Esports is considered a club sport at the University, similar to bowling, rodeo, trap and skeet shooting, and more.

Region 16 Educational Service Center is encouraging more Panhandle-area schools to start their own esports teams.

“Schools and universities have been trying to figure out how to integrate esports into instruction in the same way that UIL sports are integrated,” said Les Montgomery, Region 16 technology support manager. “Esports are a great way for our children to connect to the ever-increasing technology that shapes our world. Students in Region 16 are helping to design the future.”

With dedicated scholarship funding, Zemanuel and Cornelsen will actively recruit top esports athletes in Region 16 and elsewhere to attend WT.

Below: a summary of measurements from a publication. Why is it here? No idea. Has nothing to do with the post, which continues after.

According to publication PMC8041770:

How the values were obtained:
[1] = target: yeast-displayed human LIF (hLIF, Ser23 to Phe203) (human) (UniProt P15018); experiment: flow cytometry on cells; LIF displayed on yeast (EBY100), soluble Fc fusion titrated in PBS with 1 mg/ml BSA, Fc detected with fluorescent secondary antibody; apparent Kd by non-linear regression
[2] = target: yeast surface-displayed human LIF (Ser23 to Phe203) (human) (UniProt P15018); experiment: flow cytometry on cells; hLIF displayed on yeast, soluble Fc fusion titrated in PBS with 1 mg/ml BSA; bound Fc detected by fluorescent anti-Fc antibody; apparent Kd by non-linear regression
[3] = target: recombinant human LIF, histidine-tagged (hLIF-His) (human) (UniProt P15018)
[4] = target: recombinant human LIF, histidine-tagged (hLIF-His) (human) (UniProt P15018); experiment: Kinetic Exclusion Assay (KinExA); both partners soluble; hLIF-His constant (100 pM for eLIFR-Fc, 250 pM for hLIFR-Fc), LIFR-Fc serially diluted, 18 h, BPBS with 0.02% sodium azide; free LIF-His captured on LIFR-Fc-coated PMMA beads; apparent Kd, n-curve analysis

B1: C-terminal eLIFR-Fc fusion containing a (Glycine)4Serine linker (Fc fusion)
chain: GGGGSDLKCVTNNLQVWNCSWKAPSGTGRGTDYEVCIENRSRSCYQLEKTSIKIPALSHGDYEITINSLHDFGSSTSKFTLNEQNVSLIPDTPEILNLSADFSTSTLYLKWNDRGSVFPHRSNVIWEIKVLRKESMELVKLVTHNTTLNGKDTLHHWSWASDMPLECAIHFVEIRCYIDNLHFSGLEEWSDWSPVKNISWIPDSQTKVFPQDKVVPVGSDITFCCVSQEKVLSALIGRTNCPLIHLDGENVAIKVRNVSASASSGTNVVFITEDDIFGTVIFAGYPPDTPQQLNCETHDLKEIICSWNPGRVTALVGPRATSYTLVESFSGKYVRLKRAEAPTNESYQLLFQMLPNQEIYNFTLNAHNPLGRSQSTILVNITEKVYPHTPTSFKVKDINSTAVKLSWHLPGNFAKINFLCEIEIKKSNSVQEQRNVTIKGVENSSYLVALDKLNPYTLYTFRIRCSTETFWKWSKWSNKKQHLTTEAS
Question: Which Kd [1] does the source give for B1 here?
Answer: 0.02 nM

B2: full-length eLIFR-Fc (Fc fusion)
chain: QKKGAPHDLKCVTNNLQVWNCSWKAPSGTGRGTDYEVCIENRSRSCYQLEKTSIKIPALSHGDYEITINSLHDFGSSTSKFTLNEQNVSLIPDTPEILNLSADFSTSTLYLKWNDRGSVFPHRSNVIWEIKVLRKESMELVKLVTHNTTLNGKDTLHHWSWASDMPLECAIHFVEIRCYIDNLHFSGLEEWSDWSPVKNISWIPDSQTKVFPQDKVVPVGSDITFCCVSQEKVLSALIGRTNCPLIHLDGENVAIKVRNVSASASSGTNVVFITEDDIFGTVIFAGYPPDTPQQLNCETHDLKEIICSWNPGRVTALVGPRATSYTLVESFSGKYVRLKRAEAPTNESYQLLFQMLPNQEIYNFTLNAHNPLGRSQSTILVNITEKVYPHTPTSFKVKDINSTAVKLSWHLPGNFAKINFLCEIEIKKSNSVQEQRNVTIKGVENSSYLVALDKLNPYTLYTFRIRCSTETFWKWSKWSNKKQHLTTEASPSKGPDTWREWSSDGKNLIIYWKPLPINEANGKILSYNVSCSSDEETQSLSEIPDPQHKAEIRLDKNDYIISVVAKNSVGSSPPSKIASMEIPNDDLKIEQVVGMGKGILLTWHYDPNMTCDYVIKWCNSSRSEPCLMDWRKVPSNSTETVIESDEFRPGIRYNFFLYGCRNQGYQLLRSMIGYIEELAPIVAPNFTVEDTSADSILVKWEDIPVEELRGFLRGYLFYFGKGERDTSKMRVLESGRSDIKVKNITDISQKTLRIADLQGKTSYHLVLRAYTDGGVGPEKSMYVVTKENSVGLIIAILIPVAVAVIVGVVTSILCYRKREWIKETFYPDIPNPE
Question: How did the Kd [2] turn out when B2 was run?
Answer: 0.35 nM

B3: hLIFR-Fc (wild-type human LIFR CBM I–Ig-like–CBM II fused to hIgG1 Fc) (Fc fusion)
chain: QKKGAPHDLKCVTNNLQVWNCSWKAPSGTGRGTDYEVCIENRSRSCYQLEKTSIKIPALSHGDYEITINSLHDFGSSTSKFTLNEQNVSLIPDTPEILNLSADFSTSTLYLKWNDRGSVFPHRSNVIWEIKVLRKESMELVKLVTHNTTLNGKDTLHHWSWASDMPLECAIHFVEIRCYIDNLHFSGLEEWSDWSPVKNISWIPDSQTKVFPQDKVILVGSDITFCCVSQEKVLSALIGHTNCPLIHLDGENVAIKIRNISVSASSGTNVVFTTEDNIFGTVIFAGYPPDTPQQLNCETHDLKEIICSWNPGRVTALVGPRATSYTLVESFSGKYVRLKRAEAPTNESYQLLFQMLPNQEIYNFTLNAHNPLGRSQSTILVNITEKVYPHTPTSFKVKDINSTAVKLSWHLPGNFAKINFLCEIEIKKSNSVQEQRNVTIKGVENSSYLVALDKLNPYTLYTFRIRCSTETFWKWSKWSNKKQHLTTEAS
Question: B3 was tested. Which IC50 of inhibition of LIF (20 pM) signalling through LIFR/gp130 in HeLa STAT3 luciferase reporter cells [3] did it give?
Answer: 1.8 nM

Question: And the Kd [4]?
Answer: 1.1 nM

At WT, esports athletes will have access to top-of-the-line equipment and a dedicated high-speed internet connection.

Teams have two-hour practice sessions twice a week. WT esports compete in tournaments for “Call of Duty,” “Rocket League,” “Overwatch,” “Valorant,” “Counter-Strike: Global Offensive,” “League of Legends,” “Super Smash Bros. Ultimate” and “Rainbow Six Siege.” More teams can be formed if interest exists among students.

Vasalit Souvanna, a senior accounting major from Amarillo, is president of Buff Gaming and competes in “Valorant.”

“We are looking to create an environment where students succeed not just in front of their monitors but in all aspects of their University life,” Souvanna said. “Playing esports has taught me to win as part of a team, and that’s the mindset we want to see in all of our athletes.”

Varsity esports team members represent every College at WT.